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Saving truly little ones

BY HOLLY HINES | NOVEMBER 20, 2009 7:21 AM

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During the first few days of Aebry Caughron’s life, her tiny hand could barely fit around her mother’s pinky fingernail.

But during a checkup at the UI Hospitals and Clinics on Wednesday, the now active 8-month-old sat curiously, looking around the doctor’s office, easily grasping her mother’s entire finger.

Doctors delivered the 1-pound, 8-ounce Aebry at the UIHC on March 8, around three months before doctors expected her to arrive. Shelley Caughron, her 34-year-old mother, found out she would meet her fifth child early just a week before going into labor.

“That first week was very scary,” she said as she held her daughter on her lap. The baby wore an oxygen tube to help her breathe, but after the appointment, she was able to go home tubeless and breathing on her own for a one-month trial period.

Aebry is one of the approximately 600 babies the UIHC’s Neonatal Intensive-Care Unit treats each year, according to the department’s website. Since the facility opened in 1974, the hospital has treated more than 15,000 babies, around 40 percent of whom were transferred from other hospitals.

While many are born with life-threatening conditions, the survival rate of all premature babies treated at the UIHC is more than 95 percent.

Aebry has grown and developed with few complications since she went home to Waterloo earlier than anticipated after roughly three months in the hospital — in part because she never got an infection.

The neonatal unit has gone without a central-line-associated bloodstream infection for more than a year, said Jonathan Klein, the department’s medical director.

Central-line infections are severe and put babies at a greater risk of death, and the lack of them at the UIHC lately is likely due to officials’ increased efforts to maintain a sterile environment, he said.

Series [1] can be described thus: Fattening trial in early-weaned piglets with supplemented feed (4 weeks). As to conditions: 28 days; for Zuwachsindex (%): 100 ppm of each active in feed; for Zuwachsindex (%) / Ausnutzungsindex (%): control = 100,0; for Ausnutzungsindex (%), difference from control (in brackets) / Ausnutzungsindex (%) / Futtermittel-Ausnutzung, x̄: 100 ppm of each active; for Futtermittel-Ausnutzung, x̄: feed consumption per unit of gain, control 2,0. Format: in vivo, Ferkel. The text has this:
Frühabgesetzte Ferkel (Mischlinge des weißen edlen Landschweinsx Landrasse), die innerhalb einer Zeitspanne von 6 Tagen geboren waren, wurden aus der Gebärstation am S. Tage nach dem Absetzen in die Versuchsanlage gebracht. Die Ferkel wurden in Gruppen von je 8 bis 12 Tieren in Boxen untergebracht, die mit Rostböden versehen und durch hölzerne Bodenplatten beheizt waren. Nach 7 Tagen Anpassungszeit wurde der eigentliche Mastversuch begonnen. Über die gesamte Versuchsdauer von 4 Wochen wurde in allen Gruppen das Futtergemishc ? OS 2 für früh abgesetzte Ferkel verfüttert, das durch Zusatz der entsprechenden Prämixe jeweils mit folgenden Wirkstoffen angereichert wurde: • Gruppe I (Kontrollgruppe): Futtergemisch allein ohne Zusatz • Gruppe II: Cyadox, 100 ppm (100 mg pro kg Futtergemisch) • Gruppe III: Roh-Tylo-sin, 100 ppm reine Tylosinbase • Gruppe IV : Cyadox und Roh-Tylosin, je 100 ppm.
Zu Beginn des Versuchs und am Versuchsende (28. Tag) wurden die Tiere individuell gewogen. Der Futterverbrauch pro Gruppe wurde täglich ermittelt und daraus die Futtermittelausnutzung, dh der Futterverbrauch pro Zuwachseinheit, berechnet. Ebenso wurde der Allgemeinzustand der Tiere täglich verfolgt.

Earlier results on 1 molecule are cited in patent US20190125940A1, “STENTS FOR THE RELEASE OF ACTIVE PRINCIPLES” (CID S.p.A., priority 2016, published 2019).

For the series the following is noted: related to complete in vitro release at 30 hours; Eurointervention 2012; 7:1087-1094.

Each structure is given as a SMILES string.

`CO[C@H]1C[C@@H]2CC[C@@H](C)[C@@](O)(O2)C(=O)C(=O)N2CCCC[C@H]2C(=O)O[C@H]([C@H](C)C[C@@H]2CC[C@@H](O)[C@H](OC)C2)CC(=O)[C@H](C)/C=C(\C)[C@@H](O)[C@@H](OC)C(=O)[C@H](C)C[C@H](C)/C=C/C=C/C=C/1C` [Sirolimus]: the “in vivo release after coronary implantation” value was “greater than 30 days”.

It’s common for such neonatal facilities to treat one such infection each month, he said.

Even with the achievement, Iowa received a D from a recently released March of Dimes 2009 Premature Birth Report Card for its 11.6 percent preterm birthrate — roughly 4 percent over the nation’s objective percentage.

Most other states received a D as well, and no state received an A, according to the report.

Klein said the grade looked at statistics, not the quality of care doctors and nurses provide for babies born prematurely. The UIHC has 12 neonatologists in addition to nurse practitioners and volunteers.

Shelley credits UIHC doctors for being able to bring her baby home.

Though she had no infections, Aebry underwent surgery at three weeks when a heart valve that should close on its own failed to seal, threatening to flood her lungs with blood. Doctors had to open the baby’s chest when she weighed only 1 pound, 3 ounces.

“When you’re looking at a baby that’s the size of your hand, and her heart is the size of a nickel … it’s a scary, scary day,” Caughron said.

After the successful surgery, Shelley Caughron stayed in Iowa City to look after her daughter for two months. Her husband, Matt Caughron, took care of their four sons while she was away.

He said having Aebry home early was amazing, adding it was a bit nerve-wracking at first.

“The staff and the doctors at the [neonatal unit] are worth every cent that they earn,” he said.


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